Russian court convicts U.S. ambassador to World Cup

Russian court convicts U.S. ambassador to World Cup

A Russian court sentenced Brittney Griner, the W.N. A nine-year-old Russian prisoner, who has been in jail since February, has been in a penal colony on drug charges. The guilty verdict, which most experts consider preordained in a legal system in which defendants are rarely acquitted, leaves Griner s fate subject to diplomatic wrangling between Russia and the U.S. The countries are considering the possibility of a prisoner swap that would bring Griner home in exchange for one of the world's most notorious arms dealers. U.S. officials believe that Griner was wrongly held and wrongly detained as a political bargaining chip. President Biden, who called the sentence unacceptable, is faced with a difficult choice between trading the arms merchant Viktor Bout for Griner and another American, Paul Whelan, or sweetening the offer.

The military of China is currently conducting live-fire military tests in the waters surrounding Taiwan - a show of force intended to punish the island for hosting U.S. House Speaker Nancy Pelosi earlier this week. Within 24 hours of Pelosi's departure, 11 Chinese missiles struck the seas north, south and east of Taiwan. The drills, some of which are being held in areas less than 10 miles from the Taiwanese coast, will have given Chinese forces valuable practice if they are ordered to attack the island. The exercises, which are set to last a full three days, are putting the region on edge, despite the fact that imminent conflict is unlikely. Tensions can escalate dangerously if something goes wrong. Five Chinese missiles had fallen into its exclusive economic zone, the first time any had landed in those waters, according to the Japanese government.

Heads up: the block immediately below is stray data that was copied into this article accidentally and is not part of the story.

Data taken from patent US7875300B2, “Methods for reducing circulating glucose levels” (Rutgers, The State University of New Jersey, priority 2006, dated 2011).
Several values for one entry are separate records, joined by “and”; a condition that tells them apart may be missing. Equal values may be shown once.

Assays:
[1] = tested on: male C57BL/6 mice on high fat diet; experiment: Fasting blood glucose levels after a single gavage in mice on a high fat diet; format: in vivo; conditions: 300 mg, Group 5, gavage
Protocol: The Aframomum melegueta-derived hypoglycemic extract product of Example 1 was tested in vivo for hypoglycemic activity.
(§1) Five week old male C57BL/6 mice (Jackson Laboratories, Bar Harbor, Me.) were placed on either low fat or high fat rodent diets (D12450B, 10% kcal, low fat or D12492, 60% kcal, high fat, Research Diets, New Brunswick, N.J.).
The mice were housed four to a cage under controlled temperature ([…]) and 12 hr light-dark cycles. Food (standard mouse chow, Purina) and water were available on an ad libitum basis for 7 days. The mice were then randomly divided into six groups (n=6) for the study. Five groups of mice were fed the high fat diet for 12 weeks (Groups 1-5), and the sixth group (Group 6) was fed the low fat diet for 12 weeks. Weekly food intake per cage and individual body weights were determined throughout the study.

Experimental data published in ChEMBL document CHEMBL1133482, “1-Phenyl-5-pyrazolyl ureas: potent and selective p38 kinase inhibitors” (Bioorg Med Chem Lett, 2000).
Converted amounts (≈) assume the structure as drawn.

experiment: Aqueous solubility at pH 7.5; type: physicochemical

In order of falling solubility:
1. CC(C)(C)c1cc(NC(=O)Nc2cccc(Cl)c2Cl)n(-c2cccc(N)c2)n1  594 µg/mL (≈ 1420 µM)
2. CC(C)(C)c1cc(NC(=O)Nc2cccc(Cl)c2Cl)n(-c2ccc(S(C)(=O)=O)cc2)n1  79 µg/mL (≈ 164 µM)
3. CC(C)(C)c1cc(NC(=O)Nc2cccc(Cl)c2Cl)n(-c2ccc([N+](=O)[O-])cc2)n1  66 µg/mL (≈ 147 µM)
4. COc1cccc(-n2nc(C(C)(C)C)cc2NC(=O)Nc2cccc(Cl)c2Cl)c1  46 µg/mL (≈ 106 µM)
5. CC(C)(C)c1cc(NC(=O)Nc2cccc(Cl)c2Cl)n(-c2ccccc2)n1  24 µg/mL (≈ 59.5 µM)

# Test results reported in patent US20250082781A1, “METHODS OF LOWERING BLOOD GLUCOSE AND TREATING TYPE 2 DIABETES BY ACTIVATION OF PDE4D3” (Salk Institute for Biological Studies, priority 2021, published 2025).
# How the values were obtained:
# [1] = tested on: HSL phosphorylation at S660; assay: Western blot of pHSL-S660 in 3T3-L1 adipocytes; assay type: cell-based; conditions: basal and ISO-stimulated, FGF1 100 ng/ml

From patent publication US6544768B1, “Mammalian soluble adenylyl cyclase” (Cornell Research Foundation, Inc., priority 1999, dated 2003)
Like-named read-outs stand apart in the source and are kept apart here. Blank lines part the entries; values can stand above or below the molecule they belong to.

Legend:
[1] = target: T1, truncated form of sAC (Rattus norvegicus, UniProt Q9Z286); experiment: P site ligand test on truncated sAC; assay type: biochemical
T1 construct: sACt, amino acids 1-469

In China : On social media, many Chinese were disappointed by Beijing's limited response to Pelosi's visit, especially given the government's tough rhetoric. Some users compared the military to the Chinese men's soccer team, a laughingstock in the country because it only qualified for the World Cup once. Pelosi met with political leaders in South Korea on Thursday and remained largely silent on China's response, The Associated Press reported. The South Korean president, who is on a vacation, spoke with her over the phone rather than in person, which critics saw as an intentional snub, with South Korean relations with China in mind.

The move is seen as long overdue. A separate proposal by the Australian Greens that would have required a 75 percent reduction in emissions by 2030 was rejected. The leader of the Greens, Adam Bandt, argued that the government's lower target will lead to the demise of the Great Barrier Reef, which is expected to continue struggling under current warming trends. The 43 percent pledge will bring Australia closer to the reductions promised by Canada, South Korea and Japan, while still falling short of the commitments from the U.S. the E.U. The All Blacks lost four of their last five games, moving back to fourth in the world rankings, their lowest position ever. Their struggles have left New Zealand asking not only why its most iconic representatives have faltered, but also what it means when the world's greatest rugby team isn't actually the best. New Zealand has changed. While rugby still fascinates many, the number of men who play the game is dropping as interest in other sports grows. The study found that only 7 percent of young New Zealanders play regularly.

That was it for today's briefing. Matthew P.S. Matt Purdy was named Editor at Large, a new leadership position at The Times.